How Facebook ‘likes’ landed Jelani Henry in Rikers.
An interactive fiction: a son and the illusion of his dead father; the intersection of technology and real life.
"Once I created his page I tried to return to my life. I was twenty-six years old, a man of inconsistent employment. During the winter I shoveled snow for the elderly. They paid me in germs and butterscotch candy. My landlord, an independently wealthy sexagenarian, accepted the candy as payment. She also insisted I tidy the complex. I changed light bulbs. I dusted the parking lot. I swept cigarette butts into the street. I clubbed the occasional beehive. My life was guarded and lonely, and susceptible, I soon discovered, to the distraction my father provided."
A troubled wife's obsession with her husband's ex.
"I’d been researching generic articles on divorce for a long time, but never found anything that reminded me of Henry’s. They were young, but they weren’t as stupid as he seemed to say. They seemed to have really been in love. The picture he’d shown me was of them on a boat on a lake—a lake we’d been to, one we’d brought a picnic lunch to. They looked so happy and he looked so young, his hair not yet flecked with stray whites and grays."
The grim world of outsourced content moderation.
“There are people who are wired to be skeptics and there are people who are wired to be optimists. And I can tell you, at least from the last 20 years, if you bet on the side of the optimists, generally you’re right.’
Privacy, memory, data and advertising—how the modern web has become a Ponzi scheme and how we might be able to fix it.
Cory Booker, Chris Christie, and Mark Zuckerberg had a plan to reform Newark’s schools. They got an education.
“I guess what you post on Facebook matters.” An 18-year-old faces 10 years in jail for a sarcastic threat on Facebook.
The capitalist evangelism of Sheryl Sandberg’s Lean In feminist manifesto.
Marketing research,the pre-Facebook history of ‘likeability,’ and why there will never be a ‘dislike’ button.
A former Facebook executive critiques Sheryl Sandberg’s “Lean In” movement.
On Ilya Zhitomirskiy, an idealistic young developer who committed suicide 18 months after founding Diaspora, his well-publicized, open-source alternative to Facebook.
Libertarian, futurist, billionaire: a profile of Peter Thiel.
A profile of Mark Zuckerberg, savvy CEO.
How the website mastered “Social Publishing”:
To understand some of the principles underlying BuzzFeed’s strategy, he recommends reading The Individual in a Social World, a 1977 book by Stanley Milgram, who is known, among other things, for his experiments leading to the six degrees of separation theory. “When some cute kitten video goes viral,” says [Jonah] Peretti, “you know a Stanley Milgram experiment is happening thousands of times a day.”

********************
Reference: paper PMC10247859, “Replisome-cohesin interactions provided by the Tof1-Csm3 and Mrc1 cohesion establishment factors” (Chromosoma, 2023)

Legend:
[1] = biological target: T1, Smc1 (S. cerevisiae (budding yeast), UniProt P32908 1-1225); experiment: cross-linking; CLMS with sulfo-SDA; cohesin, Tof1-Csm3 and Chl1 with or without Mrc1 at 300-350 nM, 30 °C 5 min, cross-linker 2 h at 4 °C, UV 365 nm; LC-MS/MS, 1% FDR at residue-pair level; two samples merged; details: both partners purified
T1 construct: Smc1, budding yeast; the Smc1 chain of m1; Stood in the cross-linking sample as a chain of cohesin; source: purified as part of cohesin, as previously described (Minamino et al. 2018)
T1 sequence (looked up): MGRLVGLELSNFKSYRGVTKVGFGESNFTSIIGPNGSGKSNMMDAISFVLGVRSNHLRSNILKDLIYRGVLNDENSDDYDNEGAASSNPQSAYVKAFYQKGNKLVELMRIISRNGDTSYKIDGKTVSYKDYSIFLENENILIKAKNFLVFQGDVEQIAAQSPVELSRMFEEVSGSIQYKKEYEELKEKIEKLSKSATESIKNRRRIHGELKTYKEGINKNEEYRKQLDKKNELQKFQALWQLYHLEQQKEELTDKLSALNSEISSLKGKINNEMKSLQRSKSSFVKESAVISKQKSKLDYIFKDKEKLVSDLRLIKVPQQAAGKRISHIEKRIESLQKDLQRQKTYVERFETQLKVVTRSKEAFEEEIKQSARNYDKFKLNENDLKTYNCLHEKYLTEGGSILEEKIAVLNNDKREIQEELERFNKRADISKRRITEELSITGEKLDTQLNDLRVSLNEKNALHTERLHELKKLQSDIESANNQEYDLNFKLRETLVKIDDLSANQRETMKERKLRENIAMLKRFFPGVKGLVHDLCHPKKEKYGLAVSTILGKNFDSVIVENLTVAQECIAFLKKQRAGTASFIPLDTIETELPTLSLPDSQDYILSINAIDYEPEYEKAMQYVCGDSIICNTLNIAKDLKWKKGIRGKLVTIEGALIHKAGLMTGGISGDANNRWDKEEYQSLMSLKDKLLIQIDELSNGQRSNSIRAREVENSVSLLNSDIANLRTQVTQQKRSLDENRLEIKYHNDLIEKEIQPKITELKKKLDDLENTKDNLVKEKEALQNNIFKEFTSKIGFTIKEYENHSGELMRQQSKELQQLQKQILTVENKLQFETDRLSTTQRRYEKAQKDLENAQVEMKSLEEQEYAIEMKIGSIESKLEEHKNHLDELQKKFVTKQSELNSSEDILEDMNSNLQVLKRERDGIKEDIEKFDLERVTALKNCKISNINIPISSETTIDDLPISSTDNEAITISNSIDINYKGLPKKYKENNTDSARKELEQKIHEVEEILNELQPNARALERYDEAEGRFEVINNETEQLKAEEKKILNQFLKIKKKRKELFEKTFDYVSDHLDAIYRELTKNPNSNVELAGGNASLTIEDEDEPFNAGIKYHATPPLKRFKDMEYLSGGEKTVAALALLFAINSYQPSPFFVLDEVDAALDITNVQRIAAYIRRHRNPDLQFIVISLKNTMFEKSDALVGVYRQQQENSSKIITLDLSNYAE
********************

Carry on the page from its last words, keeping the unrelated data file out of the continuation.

In the end, Zuckerberg says, quarrels over money rarely come up because money is not their priority. “We’re in a really interesting place because if you look at the assets we have, we’re fucking rich,” Zuckerberg adds. “But if you look at like the cash and the amount of money we have to live with, we’re dirt poor. All the stuff we own is tied up in random assets” like servers and the company itself. “Living like we do now, it’s, like, not that big of a deal for us. We’re not like, Aw man, I wish I had a million dollars now. Because, like, we kind of like living like college students and being dirty. It’s fun."
In Silicon Valley, up all night coding in the dorms with the aspiring Mark Zuckerbergs of tomorrow.
On Facebook’s Sheryl Sandberg and the gender dynamics of Silicon Valley.
“The best minds of my generation are thinking about how to make people click ads.”
An insider history of the fall of Myspace; from Rupert Murdoch calling Facebook a mere “communications utility” to the disastrous 2006 deal with Google that demanded huge pageviews and ads everywhere, and finally the present day ruins of a titan.
How the social networks that popped up in Facebook’s absence—the site is not available behind the Great Firewall—are changing Chinese culture.
A profile of the director, written from the set of The Girl With the Dragon Tattoo.
A tech neophyte looks for answers in Silicon Valley, “the last place in America where people are this optimistic.”
The difference between a social network and a movie about a social network, and what it says about the Facebook generation.
A profile of Sorkin, who wrote The Social Network. “I don’t feel like a nerd,” he says, “but I think I understand them.”
A 2006 profile of Mark Zuckerberg as Facebook opened from a college-only site to a public social network.
The writer (Aaron Sorkin), director (David Fincher), and actors (Jesse Eisenberg & Justin Timberlake) of The Social Network on dramatizing the real story of a 20 year old into “the Citizen Kane of John Hughes movies.”